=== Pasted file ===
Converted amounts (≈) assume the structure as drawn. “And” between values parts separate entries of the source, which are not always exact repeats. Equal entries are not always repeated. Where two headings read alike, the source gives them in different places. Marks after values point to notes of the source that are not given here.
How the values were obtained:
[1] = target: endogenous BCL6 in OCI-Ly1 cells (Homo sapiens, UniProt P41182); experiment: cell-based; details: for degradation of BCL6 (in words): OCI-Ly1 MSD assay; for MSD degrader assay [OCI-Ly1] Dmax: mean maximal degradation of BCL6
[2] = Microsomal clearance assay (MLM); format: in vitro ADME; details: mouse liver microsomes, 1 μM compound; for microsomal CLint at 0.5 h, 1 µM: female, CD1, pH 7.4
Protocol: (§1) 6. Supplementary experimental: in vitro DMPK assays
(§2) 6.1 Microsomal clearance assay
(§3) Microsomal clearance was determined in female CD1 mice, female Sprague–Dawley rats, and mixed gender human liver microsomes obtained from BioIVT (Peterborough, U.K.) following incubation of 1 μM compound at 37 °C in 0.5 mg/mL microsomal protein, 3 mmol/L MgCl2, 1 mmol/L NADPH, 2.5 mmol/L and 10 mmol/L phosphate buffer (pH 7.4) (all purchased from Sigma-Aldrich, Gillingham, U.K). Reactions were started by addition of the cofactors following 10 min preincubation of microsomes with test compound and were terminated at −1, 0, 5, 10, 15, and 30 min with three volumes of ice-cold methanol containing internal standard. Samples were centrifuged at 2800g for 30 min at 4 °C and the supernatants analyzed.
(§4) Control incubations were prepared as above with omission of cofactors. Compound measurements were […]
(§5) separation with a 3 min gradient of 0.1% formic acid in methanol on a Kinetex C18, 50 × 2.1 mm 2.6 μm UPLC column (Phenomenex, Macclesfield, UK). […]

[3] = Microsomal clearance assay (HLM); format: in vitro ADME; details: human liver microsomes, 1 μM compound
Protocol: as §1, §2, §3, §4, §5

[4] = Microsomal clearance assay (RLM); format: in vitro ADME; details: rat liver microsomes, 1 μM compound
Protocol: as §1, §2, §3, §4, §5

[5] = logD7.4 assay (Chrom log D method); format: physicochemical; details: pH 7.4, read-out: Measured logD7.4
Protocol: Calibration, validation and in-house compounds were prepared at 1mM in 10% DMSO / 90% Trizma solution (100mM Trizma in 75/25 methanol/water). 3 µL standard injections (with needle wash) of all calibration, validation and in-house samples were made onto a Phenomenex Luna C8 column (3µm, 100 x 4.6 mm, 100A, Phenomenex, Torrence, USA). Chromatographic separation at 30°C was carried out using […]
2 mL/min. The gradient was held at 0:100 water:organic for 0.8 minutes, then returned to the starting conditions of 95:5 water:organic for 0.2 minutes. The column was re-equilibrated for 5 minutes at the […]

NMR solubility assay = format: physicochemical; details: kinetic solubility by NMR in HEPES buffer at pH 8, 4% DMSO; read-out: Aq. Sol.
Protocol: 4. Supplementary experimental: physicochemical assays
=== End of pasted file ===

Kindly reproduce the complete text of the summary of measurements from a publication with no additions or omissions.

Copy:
Converted amounts (≈) assume the structure as drawn. “And” between values parts separate entries of the source, which are not always exact repeats. Equal entries are not always repeated. Where two headings read alike, the source gives them in different places. Marks after values point to notes of the source that are not given here.
How the values were obtained:
[1] = target: endogenous BCL6 in OCI-Ly1 cells (Homo sapiens, UniProt P41182); experiment: cell-based; details: for degradation of BCL6 (in words): OCI-Ly1 MSD assay; for MSD degrader assay [OCI-Ly1] Dmax: mean maximal degradation of BCL6
[2] = Microsomal clearance assay (MLM); format: in vitro ADME; details: mouse liver microsomes, 1 μM compound; for microsomal CLint at 0.5 h, 1 µM: female, CD1, pH 7.4
Protocol: (§1) 6. Supplementary experimental: in vitro DMPK assays
(§2) 6.1 Microsomal clearance assay
(§3) Microsomal clearance was determined in female CD1 mice, female Sprague–Dawley rats, and mixed gender human liver microsomes obtained from BioIVT (Peterborough, U.K.) following incubation of 1 μM compound at 37 °C in 0.5 mg/mL microsomal protein, 3 mmol/L MgCl2, 1 mmol/L NADPH, 2.5 mmol/L and 10 mmol/L phosphate buffer (pH 7.4) (all purchased from Sigma-Aldrich, Gillingham, U.K). Reactions were started by addition of the cofactors following 10 min preincubation of microsomes with test compound and were terminated at −1, 0, 5, 10, 15, and 30 min with three volumes of ice-cold methanol containing internal standard. Samples were centrifuged at 2800g for 30 min at 4 °C and the supernatants analyzed.
(§4) Control incubations were prepared as above with omission of cofactors. Compound measurements were […]
(§5) separation with a 3 min gradient of 0.1% formic acid in methanol on a Kinetex C18, 50 × 2.1 mm 2.6 μm UPLC column (Phenomenex, Macclesfield, UK). […]

[3] = Microsomal clearance assay (HLM); format: in vitro ADME; details: human liver microsomes, 1 μM compound
Protocol: as §1, §2, §3, §4, §5

[4] = Microsomal clearance assay (RLM); format: in vitro ADME; details: rat liver microsomes, 1 μM compound
Protocol: as §1, §2, §3, §4, §5

[5] = logD7.4 assay (Chrom log D method); format: physicochemical; details: pH 7.4, read-out: Measured logD7.4
Protocol: Calibration, validation and in-house compounds were prepared at 1mM in 10% DMSO / 90% Trizma solution (100mM Trizma in 75/25 methanol/water). 3 µL standard injections (with needle wash) of all calibration, validation and in-house samples were made onto a Phenomenex Luna C8 column (3µm, 100 x 4.6 mm, 100A, Phenomenex, Torrence, USA). Chromatographic separation at 30°C was carried out using […]
2 mL/min. The gradient was held at 0:100 water:organic for 0.8 minutes, then returned to the starting conditions of 95:5 water:organic for 0.2 minutes. The column was re-equilibrated for 5 minutes at the […]

NMR solubility assay = format: physicochemical; details: kinetic solubility by NMR in HEPES buffer at pH 8, 4% DMSO; read-out: Aq. Sol.
Protocol: 4. Supplementary experimental: physicochemical assays